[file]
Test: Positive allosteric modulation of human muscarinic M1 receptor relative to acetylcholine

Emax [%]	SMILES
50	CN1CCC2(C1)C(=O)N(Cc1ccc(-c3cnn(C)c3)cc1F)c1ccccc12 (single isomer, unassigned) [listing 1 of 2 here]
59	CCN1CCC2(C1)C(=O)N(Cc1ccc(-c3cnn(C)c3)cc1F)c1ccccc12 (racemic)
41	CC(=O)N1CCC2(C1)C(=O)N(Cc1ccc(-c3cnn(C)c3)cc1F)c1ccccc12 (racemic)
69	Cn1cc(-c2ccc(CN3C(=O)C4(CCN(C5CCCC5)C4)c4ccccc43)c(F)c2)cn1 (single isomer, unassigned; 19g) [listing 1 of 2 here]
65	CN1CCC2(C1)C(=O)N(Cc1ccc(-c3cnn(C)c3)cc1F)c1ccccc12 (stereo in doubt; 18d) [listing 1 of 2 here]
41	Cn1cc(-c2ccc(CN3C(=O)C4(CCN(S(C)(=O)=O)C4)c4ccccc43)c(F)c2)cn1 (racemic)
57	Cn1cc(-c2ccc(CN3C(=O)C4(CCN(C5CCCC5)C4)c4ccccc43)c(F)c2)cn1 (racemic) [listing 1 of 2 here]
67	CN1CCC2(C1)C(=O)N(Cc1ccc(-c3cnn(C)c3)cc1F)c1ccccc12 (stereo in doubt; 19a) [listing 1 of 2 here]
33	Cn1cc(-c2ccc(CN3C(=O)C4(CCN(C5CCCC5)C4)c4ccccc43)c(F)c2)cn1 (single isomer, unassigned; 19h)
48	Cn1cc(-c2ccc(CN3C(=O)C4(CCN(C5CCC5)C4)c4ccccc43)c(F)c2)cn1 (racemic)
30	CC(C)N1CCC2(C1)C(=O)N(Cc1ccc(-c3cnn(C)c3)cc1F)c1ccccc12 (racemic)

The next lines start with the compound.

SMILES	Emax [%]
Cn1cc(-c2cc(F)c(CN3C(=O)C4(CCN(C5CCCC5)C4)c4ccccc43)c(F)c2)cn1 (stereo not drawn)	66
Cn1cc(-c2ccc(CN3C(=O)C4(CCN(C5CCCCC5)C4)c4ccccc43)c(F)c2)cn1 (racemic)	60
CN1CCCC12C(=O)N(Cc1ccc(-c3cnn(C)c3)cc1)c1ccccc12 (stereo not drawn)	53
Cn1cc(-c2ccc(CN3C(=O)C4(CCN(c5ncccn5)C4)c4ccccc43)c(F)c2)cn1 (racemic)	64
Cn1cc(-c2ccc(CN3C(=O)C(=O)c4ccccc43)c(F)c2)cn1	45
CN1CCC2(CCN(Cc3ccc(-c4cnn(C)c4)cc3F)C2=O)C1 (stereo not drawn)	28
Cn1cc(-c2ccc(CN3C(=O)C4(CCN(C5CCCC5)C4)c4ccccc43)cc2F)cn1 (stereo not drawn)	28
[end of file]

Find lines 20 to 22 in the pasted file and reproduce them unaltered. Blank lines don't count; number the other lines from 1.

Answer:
Cn1cc(-c2ccc(CN3C(=O)C(=O)c4ccccc43)c(F)c2)cn1	45
CN1CCC2(CCN(Cc3ccc(-c4cnn(C)c4)cc3F)C2=O)C1 (stereo not drawn)	28
Cn1cc(-c2ccc(CN3C(=O)C4(CCN(C5CCCC5)C4)c4ccccc43)cc2F)cn1 (stereo not drawn)	28